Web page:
On Sun, Nov 18, 2012 at 11:42 AM, Lee Adkins wrote:
Here is a followup that illustrates what Jack is saying about when is a small number really zero. Being too strict about the size of the value may lead to other unintended results.  This example is based on the same dataset (br.gdt) but uses restrictions that are nearly true.

? square sqft bedrooms
? logs price
? series price = price/100
? list xlist = const sqft sq_sqft sq_bedrooms bedrooms baths age
? matrix Rmat = zeros(3,4)~I(3)
? matrix r = {  700 ; 400; -10 }
? ols price xlist

Model 1: OLS, using observations 1-1080
Dependent variable: price

coefficient     std. error    t-ratio    p-value
---------------------------------------------------------------
const         168.782        216.484           0.7797 0.4358
sqft           -0.758827       0.0741780     -10.23   1.68e-023 ***
sq_sqft         0.000248214    1.03688e-05    23.94   8.12e-102 ***
sq_bedrooms  -117.075         19.4308        -6.025   2.32e-09  ***
bedrooms      694.058        138.416          5.014   6.22e-07  ***
baths         379.550         46.2502         8.206   6.48e-016 ***
age           -8.34062        1.14878        -7.260   7.40e-013 ***

Mean dependent var   1548.632   S.D. dependent var   1229.128
Sum squared resid    4.01e+08   S.E. of regression   611.6813
F(6, 1073)           547.2962   P-value(F)           0.000000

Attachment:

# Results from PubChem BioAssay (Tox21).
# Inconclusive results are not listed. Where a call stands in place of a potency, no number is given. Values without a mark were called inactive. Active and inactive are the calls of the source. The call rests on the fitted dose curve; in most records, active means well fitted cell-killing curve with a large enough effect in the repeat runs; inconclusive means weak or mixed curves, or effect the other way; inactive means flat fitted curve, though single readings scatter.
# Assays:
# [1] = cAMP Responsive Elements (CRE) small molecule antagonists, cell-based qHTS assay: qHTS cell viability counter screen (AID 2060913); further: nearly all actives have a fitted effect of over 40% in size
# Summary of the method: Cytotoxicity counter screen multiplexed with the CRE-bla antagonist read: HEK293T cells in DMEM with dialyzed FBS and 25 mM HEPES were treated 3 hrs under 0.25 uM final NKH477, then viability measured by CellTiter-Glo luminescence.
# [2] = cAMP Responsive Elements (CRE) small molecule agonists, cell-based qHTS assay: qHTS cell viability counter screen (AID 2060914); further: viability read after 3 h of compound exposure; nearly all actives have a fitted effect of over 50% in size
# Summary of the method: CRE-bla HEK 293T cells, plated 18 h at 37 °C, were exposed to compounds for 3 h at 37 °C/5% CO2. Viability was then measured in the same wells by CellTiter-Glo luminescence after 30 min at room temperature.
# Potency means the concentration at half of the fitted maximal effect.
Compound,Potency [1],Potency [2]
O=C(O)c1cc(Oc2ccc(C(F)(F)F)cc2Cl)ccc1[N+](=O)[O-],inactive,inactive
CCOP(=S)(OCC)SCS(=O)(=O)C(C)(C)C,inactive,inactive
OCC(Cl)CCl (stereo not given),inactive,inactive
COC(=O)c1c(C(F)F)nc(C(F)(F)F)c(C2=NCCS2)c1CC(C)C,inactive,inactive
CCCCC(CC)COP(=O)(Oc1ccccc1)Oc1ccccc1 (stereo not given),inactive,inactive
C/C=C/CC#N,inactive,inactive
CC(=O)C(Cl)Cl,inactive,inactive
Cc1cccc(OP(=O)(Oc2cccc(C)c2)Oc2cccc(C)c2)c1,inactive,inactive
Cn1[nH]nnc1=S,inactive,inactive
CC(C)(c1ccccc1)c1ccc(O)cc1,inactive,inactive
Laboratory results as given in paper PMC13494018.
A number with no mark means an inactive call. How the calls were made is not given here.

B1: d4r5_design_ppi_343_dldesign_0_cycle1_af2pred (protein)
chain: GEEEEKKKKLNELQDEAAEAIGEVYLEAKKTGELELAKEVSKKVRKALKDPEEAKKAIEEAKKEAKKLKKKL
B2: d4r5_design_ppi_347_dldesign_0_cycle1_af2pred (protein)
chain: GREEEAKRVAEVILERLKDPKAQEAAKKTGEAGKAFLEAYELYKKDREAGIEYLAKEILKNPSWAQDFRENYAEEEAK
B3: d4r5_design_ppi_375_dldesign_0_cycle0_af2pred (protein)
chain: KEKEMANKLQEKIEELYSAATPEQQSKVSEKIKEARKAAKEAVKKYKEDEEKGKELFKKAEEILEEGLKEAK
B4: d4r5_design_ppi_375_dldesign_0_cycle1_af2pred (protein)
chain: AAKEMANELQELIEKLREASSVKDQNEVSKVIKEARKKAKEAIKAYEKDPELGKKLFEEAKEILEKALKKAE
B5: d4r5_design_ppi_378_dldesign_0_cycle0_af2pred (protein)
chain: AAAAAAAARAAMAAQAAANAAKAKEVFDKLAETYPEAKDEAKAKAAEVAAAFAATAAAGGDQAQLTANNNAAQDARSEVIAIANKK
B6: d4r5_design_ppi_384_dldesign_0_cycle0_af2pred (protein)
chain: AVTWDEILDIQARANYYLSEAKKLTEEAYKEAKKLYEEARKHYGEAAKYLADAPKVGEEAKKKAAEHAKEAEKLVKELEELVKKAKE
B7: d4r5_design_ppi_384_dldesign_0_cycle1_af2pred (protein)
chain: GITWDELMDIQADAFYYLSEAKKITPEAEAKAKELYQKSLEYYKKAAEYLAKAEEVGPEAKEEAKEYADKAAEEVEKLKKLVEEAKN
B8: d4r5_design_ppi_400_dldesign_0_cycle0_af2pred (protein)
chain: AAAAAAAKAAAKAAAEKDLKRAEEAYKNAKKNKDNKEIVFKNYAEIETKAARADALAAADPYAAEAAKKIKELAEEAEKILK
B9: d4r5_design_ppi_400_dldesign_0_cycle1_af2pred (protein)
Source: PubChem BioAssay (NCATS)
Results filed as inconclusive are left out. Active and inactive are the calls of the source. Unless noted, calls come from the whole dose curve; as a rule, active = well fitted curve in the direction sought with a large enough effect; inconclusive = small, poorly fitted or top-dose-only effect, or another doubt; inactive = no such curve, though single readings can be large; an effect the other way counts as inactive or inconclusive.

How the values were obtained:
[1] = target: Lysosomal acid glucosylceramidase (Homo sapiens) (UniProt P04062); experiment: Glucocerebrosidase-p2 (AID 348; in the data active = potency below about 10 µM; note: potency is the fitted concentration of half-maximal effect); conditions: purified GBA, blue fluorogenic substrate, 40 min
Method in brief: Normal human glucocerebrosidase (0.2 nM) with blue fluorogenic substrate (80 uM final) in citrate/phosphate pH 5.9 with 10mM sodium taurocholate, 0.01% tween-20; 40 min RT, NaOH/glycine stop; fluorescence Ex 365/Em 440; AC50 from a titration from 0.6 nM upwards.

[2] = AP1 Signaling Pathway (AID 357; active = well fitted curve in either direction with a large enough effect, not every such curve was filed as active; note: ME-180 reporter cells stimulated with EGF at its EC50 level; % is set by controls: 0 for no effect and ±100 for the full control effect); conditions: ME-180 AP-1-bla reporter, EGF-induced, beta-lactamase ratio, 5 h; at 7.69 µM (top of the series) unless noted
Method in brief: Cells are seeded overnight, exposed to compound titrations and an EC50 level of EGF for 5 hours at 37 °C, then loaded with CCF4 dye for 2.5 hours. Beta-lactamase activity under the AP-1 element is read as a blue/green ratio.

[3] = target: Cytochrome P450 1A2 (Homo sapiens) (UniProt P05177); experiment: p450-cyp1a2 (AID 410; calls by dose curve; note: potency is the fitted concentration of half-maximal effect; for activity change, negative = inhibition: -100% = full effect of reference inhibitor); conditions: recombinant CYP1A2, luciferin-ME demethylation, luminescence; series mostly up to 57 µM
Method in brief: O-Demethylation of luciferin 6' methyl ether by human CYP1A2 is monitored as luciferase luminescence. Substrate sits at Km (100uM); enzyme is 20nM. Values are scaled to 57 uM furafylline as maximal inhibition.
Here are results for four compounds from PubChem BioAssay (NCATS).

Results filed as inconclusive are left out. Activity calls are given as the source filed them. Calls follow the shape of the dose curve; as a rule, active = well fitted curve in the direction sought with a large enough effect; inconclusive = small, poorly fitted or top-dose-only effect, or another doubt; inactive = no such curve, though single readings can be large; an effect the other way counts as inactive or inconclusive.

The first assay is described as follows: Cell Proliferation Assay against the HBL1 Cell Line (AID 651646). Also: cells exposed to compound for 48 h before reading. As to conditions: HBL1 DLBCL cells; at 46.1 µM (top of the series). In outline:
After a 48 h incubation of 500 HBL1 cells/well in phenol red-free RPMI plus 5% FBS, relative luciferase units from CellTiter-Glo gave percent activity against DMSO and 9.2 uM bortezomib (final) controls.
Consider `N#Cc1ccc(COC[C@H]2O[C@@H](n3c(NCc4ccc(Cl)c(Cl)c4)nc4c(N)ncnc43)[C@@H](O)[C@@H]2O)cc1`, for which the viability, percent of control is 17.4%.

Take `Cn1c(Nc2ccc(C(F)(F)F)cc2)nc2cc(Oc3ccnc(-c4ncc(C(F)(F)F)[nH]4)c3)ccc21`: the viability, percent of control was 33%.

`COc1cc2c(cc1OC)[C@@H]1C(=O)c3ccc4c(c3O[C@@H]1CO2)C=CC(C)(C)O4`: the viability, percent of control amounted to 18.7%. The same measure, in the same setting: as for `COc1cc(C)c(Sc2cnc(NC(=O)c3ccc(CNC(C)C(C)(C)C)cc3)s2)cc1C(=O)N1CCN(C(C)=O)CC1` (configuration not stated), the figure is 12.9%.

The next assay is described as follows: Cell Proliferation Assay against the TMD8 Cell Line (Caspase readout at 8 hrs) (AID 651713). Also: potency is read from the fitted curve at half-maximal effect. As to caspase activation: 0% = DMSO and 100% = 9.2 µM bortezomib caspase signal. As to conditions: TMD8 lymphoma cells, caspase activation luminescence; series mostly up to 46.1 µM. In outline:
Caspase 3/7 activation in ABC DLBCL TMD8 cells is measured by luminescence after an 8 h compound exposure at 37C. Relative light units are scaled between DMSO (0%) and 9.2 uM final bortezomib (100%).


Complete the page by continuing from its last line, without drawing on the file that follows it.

Log-likelihood      -8458.451   Akaike criterion     16930.90
Schwarz criterion    16965.79   Hannan-Quinn         16944.11

? restrict --full
? R=Rmat
? q=r
? end restrict

Test statistic: F(3, 1073) = 0.955727, with p-value = 0.412961

Model 2: Restricted OLS, using observations 1-1080
Dependent variable: price

coefficient     std. error     t-ratio     p-value
------------------------------------------------------------------
const         201.080        88.6191         2.269       0.0235    **
sqft          -0.783296      0.0645078    -12.14        6.88e-032 ***
sq_sqft         0.000250439   9.22345e-06   27.15        4.42e-124 ***
sq_bedrooms  -118.625         5.21332      -22.75        6.95e-094 ***
bedrooms      700.000         0.000000      NA          NA
baths         400.000         4.64027e-07    8.620e+08   0.0000    ***
age           -10.0000        0.000000      NA          NA

Notice that the std error on sq_sqft squared is very small (but not zero) and the one on baths (which is technically zero) is only 1 decimal smaller.  If you didn't know that the se is supposed to be zero on a restricted coefficient (like many of my students) you'd report something that was obviously wrong.  In the original example, the problem was not so much in the restrictions, but the conditioning of the data themselves, which remains very bad even in this case of "good" restrictions.  It's not clear to me how sorting this out based on size is possible.  Is there a complex eigenvalue associated with the R*inv(X'X)*R' that might identify which should be NA?

Lee

After thinking about this for a second, there will only be 3 eigenvalues for that matrix, and all of them positive to be sure.  Hmmm.  The ones for X'X are positive (but some are tiny indicating severe collinearity).
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